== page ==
Don't Just Throw Money At The World's Poor |
High-profile proposals to boost aid seem like political one-upmanship
by Jeffrey E. Garten, March 7, 2005
In recent weeks government officials around the world have put forth several high-profile proposals for pumping huge amounts of money into aid for the world's poor -- the 2.5 billion people who live on less than $2 per day. I believe global economic development ought to be accorded far more attention than it usually gets, given its importance to economic growth and the battles against terrorism, disease, and the drug trade. But the focus on dramatic increases in foreign aid could be an overreach and an ill-advised diversion from other critical approaches to alleviating poverty.
On Jan. 17, the U.N. released a report imploring wealthy countries to double their foreign aid. The goal: to halve the number of people living in extreme poverty by 2015. Shortly afterward, Britain proposed a modern-day Marshall Plan for Africa. It also called for a major injection of funds that would come from issuing new government-guaranteed bonds. French President Jacques Chirac, meanwhile, suggested raising aid with new international taxes on such things as financial transactions and aviation fuel. Japan pushed a big recapitalization of the African Development Bank. The Group of Seven asked the International Monetary Fund to sell some of its gold holdings to provide even more assistance. All this occurred even as more than $5 billion was being mobilized on behalf of the tsunami victims in Asia.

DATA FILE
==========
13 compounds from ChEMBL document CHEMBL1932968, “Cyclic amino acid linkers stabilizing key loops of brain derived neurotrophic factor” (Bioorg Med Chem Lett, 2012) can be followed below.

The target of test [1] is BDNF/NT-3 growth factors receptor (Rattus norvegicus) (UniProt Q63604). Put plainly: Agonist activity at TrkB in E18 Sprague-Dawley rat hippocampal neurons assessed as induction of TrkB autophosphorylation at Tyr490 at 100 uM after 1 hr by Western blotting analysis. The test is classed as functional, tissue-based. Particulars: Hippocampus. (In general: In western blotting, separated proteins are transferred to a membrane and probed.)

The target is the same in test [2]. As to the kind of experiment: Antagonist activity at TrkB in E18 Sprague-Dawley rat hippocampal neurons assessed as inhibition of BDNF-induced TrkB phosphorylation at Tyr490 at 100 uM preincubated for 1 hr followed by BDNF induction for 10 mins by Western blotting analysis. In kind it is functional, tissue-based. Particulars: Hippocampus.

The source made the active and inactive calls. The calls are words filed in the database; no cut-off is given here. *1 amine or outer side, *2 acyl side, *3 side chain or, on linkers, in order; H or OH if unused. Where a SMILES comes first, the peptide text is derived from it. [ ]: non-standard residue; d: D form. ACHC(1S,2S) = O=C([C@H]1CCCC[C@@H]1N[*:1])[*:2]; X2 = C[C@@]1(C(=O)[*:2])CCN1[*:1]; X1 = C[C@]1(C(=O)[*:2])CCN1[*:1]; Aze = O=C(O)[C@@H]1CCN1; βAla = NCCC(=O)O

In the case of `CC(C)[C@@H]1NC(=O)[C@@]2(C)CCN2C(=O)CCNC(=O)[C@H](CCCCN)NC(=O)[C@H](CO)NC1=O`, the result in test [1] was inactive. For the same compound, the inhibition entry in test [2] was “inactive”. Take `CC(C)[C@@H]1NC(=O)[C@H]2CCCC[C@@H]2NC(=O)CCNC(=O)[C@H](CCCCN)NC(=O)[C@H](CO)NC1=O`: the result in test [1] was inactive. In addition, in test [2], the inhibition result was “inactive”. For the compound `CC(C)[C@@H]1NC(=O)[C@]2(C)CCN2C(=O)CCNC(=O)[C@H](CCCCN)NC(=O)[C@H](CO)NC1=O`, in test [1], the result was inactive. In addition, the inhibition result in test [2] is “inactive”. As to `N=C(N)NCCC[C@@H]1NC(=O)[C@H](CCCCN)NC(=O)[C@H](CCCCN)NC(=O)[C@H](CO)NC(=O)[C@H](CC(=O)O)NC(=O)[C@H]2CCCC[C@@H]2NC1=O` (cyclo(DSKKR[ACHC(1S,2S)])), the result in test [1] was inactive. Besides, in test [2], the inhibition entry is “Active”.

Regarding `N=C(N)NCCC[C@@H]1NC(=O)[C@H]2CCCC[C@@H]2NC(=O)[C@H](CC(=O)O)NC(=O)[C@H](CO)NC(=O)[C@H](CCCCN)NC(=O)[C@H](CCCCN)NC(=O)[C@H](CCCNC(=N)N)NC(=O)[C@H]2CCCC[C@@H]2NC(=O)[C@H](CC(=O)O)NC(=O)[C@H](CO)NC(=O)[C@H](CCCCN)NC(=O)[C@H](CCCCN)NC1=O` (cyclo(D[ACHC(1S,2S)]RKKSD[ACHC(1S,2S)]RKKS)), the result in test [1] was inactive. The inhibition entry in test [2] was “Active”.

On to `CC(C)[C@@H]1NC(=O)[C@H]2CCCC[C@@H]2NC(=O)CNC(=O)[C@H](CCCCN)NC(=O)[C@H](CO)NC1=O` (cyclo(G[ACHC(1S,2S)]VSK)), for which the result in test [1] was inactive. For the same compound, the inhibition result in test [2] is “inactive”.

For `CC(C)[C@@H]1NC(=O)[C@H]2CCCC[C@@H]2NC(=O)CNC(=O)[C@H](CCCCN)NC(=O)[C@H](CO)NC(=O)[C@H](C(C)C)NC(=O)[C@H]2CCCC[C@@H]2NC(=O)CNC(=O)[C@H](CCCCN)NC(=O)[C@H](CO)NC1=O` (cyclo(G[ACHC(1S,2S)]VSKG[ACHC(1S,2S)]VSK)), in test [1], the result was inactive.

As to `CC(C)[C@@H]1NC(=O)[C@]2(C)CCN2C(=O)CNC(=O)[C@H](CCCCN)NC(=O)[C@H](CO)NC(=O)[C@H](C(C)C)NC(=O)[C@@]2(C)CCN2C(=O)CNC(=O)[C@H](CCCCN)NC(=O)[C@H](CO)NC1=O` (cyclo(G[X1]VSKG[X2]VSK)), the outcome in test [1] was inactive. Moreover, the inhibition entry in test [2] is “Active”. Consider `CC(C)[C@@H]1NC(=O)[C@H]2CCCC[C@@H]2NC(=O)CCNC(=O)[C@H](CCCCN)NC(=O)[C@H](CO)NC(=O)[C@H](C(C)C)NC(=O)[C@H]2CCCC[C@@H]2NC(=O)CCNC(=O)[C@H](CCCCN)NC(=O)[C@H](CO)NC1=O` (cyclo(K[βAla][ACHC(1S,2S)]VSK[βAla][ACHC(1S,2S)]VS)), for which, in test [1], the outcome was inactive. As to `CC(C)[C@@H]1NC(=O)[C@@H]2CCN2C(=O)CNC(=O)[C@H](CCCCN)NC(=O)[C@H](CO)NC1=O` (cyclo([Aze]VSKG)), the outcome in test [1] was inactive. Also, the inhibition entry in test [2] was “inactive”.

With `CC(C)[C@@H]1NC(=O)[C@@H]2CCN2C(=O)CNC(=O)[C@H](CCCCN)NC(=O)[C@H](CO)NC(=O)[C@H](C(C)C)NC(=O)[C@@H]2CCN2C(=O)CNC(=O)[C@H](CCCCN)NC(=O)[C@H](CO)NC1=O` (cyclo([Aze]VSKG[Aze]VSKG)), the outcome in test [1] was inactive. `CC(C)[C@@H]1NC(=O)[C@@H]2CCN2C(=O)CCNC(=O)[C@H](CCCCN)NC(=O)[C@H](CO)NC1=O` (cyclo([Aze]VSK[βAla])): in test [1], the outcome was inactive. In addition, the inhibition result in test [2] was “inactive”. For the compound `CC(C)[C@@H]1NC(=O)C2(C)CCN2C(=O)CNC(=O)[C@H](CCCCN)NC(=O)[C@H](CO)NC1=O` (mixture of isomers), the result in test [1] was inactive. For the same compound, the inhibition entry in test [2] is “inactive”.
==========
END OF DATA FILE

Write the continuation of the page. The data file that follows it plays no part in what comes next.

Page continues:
EVEN IF THESE IDEAS CAME TO FRUITION, it's doubtful that these proposals will produce the desired results. The fact is that huge amounts of foreign aid are already in the pipeline. The Organization for Economic Cooperation & Development estimates that its members will have increased their assistance from $58.3 billion in 2002 to $88 billion by next year. The research of Todd Moss of the Center for Global Development in Washington shows that for at least 20 African nations, foreign aid constitutes more than half their public expenditures. And let's not forget the large and growing antipoverty programs of organizations such as the Bill & Melinda Gates Foundation.